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Having weak heart beat. Unable to focus. Blood glucose 79. Cause?

May 2014
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Answered by

Practicing since : 2002
Answered : 6506 Questions
Hello, I have been having these "episodes" for the last few years (about 4 years). They occur very suddenly, full blown in about a minute. I start to sweat a lot, I get very shaky, weak, a fast heart beat, and feel faint. I am unable to focus on anything other than food. After I eat like a madman my symptoms go away. It does not always happen when I'm hungry since there have been times that it has happened a short time after I have eaten. I bought a glucose meter and checked my blood during an episode. It was low (79) but didn't seem low enough to cause that type of reaction. I have noticed that when I eat a lot of protein I can ward off these episodes. But it requires a good amount of protein, because I have eaten normal levels of protein and still have experienced one of these episodes. Not sure if the protein thing has anything to do with it, but it is the only thing I have done that seems to make a difference. Any ideas?
Posted Tue, 5 Nov 2013 in General Health
Answered by Dr. Vivek Chail 1 hour later
Brief Answer:
Lowering of glycemic response by proteins

Detailed Answer:
Thanks for writing in to us.

I have read through your query in detail.

After having reviewed literature on the topic, I find that adding protein to your diet can significantly reduce the glycemic response in an individual and this varies from day to day. In other words, adding proteins to your food can delay the amount of glucose which is released slowly into blood. This can cause a more stabilized balance of glucose levels and hence less tendency of your symptoms. A recorded blood sugar level of 79 further shows that it is low during these episodes.

Hope your query is answered.
Do write back in case of doubts.

Above answer was peer-reviewed by
Follow-up: Having weak heart beat. Unable to focus. Blood glucose 79. Cause? 22 minutes later
Thank you for your response. I do not intend to sound rude but it sounds like you just restated what I already said, that protein reduces these symptoms. I guess this may be my fault since I did not ask more specific questions. Is this something that I should be concerned about? What causes this? Is there some type of underlying issues that are causing these episodes? Is there a way to cure this other than just control the symptoms? What will occur if I'm in a situation where I am not able to eat when one of these episodes hit?
Answered by Dr. Vivek Chail 14 hours later
Brief Answer:
Please find detailed answer below

Detailed Answer:
You are welcome and thanks for writing in with an update.

You are just being honest with your problems and I had anticipated a feedback and questions from your end, thanks again.

I will answer your questions and subsequently reason my earlier views on protein reducing the symptoms.

1. Is this something that you should be concerned about?

Yes, please don't ignore your symptoms even if it occurs occasionally. You need to take expert consultation.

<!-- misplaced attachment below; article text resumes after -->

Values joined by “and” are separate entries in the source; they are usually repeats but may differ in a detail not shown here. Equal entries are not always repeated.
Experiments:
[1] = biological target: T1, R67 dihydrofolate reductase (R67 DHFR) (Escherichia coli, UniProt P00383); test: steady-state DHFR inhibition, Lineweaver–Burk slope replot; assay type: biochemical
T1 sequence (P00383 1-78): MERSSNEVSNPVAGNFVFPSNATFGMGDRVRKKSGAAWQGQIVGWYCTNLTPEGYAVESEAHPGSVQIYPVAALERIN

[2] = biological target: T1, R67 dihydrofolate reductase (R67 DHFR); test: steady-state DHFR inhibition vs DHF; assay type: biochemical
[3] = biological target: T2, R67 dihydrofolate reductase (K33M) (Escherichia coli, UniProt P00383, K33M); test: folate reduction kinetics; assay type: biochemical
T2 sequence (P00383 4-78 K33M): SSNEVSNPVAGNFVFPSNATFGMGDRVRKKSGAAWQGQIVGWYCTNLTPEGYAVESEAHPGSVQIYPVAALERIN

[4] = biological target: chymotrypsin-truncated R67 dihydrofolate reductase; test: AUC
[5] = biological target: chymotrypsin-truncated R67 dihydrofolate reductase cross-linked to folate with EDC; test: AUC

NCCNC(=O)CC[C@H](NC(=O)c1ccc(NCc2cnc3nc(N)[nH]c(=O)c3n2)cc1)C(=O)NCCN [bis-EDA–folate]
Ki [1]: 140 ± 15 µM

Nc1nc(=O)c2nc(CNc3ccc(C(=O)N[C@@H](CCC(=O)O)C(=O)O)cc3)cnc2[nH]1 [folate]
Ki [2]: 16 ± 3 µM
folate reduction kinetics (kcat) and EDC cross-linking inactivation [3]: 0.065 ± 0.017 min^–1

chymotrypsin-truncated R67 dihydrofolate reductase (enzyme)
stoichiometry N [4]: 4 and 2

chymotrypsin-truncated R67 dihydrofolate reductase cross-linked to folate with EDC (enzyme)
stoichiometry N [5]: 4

2. What causes this? Is there some type of underlying issues that are causing these episodes?

This is seen in those with diabetes in whom the sugar level may reach dangerously low levels while on treatment.

If one doesn't have diabetes, ongoing problems with low blood sugar can be caused by:

Diseases of the liver, kidneys, or pancreas.
Metabolic problems.
Certain medicines.
Alcohol use.
Stomach surgery.

3. Is there a way to cure this other than just control the symptoms?

If you have an underlying cause, taking necessary treatment should help. To diagnose hypoglycemia, your doctor will do a physical exam and ask you questions about your health and any medicines you take. You will need tests to check your blood sugar levels.

You may also need tests to look for or rule out health problems that could be affecting your blood sugar levels.

4. What will occur if you're in a situation where you're not able to eat when one of these episodes hit?

You can treat a sudden episode of low blood sugar by eating or drinking something with sugar in it. Some examples of "quick-sugar foods" are fruit juice, soda, milk, raisins, and hard candy. You may also take glucose tablets. This is usually all that's needed to get your blood sugar level back up in the short term.

People with severe hypoglycemia usually pass out. If you pass out, someone should call 911 right away. If you have a health problem that tends to cause low blood sugar, it’s a good idea to teach your family, friends, and coworkers about what symptoms to watch for and what to do. You may also want to wear a medical alert bracelet or necklace.

Speaking of what you say has been restated by me in my earlier reply, I would like to draw your attention to a research article "The Effects of Fat and Protein on Glycemic Responses in Nondiabetic Humans Vary with Waist Circumference, Fasting Plasma Insulin, and Dietary Fiber Intake".

This article clearly describes how across the range of 0–30 g, protein and fat reduced glycemic responses independently from each other in a linear, dose-dependent fashion, with protein having ∼3-times the effect of fat.

Please go through the original article through the following link
Therefore giving you the right information after thorough literature search on your topic is most important to me and I would be glad to discuss any further clarifications that you might have.

Above answer was peer-reviewed by
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